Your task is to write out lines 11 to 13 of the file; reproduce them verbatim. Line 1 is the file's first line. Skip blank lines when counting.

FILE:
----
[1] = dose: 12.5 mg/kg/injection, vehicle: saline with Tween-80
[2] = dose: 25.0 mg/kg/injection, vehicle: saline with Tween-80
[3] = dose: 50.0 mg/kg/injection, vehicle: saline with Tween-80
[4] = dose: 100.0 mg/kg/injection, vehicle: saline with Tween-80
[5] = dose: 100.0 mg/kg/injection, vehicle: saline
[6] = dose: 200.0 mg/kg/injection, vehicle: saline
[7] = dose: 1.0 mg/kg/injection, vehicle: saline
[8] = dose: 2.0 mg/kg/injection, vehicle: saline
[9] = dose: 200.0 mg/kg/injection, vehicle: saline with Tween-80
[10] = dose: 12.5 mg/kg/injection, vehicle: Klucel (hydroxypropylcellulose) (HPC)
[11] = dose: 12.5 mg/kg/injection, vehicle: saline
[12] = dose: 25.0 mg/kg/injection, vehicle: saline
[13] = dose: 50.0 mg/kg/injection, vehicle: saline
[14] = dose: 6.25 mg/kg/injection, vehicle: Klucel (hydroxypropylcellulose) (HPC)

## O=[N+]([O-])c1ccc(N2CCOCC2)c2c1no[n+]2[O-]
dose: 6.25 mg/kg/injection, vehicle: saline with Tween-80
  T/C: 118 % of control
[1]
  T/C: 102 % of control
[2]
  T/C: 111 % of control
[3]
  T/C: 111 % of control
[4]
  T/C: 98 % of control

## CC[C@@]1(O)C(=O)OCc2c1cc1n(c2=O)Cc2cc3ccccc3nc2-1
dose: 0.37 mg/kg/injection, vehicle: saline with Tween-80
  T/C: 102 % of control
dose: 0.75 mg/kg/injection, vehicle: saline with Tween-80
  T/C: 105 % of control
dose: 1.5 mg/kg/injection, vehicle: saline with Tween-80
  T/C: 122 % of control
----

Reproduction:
[11] = dose: 12.5 mg/kg/injection, vehicle: saline
[12] = dose: 25.0 mg/kg/injection, vehicle: saline
[13] = dose: 50.0 mg/kg/injection, vehicle: saline